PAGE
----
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Coronavirus nasal vaccine developers plan human trials in Finland

As they seek funding, the researchers say more vaccines are needed to combat new variants of the contagious virus.

Seppo Ylä-Herttuala kurkistaa laboratorion ovesta
University of Eastern Finland's Academy Professor Seppo Ylä-Herttuala looking through a laboratory window. Image: Antti-Petteri Karhunen / Yle

Development of a nasally-administered coronavirus vaccine has taken a step forward in Finland, according to researchers who said that clinical trials are being planned as they look for further funding.

The academic researchers who recently founded Rokote Laboratories Finland began developing the vaccine last spring at the University of Helsinki and the University of Eastern Finland.

The decision to make the vaccine nasally-administered rather than by injection was due to the way coronavirus is transmitted--through the respiratory system, according to Academy Professor Seppo Ylä-Herttuala from the University of Eastern Finland.

Nasal administration of the vaccine appears to cause a broader immune response in people than injections, he explained.

"Vaccines injected intramuscularly produce IgG (immunoglobulin G) antibodies in the bloodstream, but nasal vaccines also produce an IgA response that protects mucous membranes. We assume that this can also prevent those who have received the vaccine from transmitting the virus," Ylä-Herttuala said in a statement issued on Monday.

'More vaccines needed'

Several coronavirus vaccines have already been developed and distributed around the world, but Ylä-Herttuala said new ones were still needed going forward.

That's due to the anticipated arrival of more coronavirus variants, according to his colleague, Professor of Virology Kalle Saksela from the University of Helsinki.

"Even if we were able to vaccinate the entire population, at least people in medical risk groups will still need new vaccines against new variants in the upcoming years. The vaccines currently in use provide a clearly lower protection against the South African variant, which will likely be the dominant virus in the next wave. Our vaccine already takes into account the most important variants, i.e. the South African, Brazilian and the UK one. There will certainly be a demand for this type of vaccine," Saksela said.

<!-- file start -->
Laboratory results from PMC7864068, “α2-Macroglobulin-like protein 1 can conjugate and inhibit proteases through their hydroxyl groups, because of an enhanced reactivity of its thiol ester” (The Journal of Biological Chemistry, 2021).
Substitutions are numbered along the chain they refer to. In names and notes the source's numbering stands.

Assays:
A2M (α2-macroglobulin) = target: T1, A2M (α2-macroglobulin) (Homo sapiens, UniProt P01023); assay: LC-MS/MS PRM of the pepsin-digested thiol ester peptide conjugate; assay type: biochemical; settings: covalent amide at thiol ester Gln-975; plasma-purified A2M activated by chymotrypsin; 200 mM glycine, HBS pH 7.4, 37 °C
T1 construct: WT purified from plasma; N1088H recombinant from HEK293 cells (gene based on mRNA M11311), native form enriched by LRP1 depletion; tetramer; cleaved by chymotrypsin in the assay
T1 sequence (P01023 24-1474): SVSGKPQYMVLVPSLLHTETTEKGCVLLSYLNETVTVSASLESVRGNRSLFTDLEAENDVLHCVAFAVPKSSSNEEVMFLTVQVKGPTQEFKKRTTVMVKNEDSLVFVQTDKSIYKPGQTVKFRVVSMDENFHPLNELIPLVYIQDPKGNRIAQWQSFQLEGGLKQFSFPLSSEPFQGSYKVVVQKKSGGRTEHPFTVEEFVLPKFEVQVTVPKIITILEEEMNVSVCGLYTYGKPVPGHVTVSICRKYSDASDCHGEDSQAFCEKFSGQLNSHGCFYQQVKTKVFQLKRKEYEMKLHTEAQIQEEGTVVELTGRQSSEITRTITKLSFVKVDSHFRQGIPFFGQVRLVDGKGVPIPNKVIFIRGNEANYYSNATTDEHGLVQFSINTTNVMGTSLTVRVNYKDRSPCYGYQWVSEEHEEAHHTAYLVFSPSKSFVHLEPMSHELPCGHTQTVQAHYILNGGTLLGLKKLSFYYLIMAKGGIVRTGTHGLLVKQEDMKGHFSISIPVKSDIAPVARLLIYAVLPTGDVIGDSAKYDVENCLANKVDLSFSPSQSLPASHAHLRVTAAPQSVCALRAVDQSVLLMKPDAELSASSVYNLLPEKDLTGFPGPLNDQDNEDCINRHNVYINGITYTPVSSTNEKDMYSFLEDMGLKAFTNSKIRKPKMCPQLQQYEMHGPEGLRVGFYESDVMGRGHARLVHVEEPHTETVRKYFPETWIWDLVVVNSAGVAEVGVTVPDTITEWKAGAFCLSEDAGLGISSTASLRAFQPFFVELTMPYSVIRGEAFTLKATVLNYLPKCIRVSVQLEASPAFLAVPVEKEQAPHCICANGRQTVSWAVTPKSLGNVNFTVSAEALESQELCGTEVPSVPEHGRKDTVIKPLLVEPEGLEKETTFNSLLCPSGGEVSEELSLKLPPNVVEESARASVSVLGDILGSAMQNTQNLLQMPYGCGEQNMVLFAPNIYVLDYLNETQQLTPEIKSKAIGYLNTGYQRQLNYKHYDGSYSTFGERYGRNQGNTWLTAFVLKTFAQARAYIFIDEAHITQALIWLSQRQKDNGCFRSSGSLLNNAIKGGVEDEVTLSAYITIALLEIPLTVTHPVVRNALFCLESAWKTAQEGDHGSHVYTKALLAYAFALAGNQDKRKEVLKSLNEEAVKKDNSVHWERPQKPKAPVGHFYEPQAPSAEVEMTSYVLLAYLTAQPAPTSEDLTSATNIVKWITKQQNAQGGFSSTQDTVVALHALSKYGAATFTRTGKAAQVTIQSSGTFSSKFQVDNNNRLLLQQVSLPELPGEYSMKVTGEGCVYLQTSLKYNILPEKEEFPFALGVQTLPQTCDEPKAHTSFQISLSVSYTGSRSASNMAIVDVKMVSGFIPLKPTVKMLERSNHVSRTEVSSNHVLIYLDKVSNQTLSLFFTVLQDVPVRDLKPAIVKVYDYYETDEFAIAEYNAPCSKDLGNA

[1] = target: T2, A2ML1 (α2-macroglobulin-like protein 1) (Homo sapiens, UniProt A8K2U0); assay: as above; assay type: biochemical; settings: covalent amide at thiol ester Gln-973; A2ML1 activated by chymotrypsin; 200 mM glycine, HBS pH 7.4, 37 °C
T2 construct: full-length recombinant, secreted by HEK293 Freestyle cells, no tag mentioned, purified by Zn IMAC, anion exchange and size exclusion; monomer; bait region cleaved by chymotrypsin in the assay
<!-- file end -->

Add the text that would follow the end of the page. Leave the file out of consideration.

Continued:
The vaccine is based on gene transfer tech developed by Ylä-Herttuala's research group. The technology has already been used successfully in gene therapy trials for the treatment of cardiovascular disease and cancer, according to the researchers.

Rokote Laboratories Finland was founded by Professors Ylä-Herttuala and Saksela along with Professor Kari Alitalo from the University of Helsinki and Pasi Kemppainen, all of whom are also the firm's board members.

Production possible in Kuopio

Kemppainen said that the firm was in the process of negotiating funding in order to further develop the vaccine with an aim towards carrying out clinical trials.

He said that the commercial technology needed to produce the vaccine in mass quantities was already available in the city of Kuopio, in Northern Savo.

"The vaccine can be manufactured in considerable quantities here in Kuopio and, in the long term, it can also be licensed outside Europe. The current focus is, of course, on the Covid vaccine, but the same method can also be used to develop vaccines against other viruses," Kemppainen said in the statement.

The researchers did not announce a timetable for the clinical trials in its announcement, but noted that many people have expressed an interest in taking part once they begin.

However, the group noted that eventual trial participants would be "recruited digitally to obtain samples that are population-representative and comparable."

The University of Helsinki and University of Eastern Finland are also co-founders and shareholders of the company.

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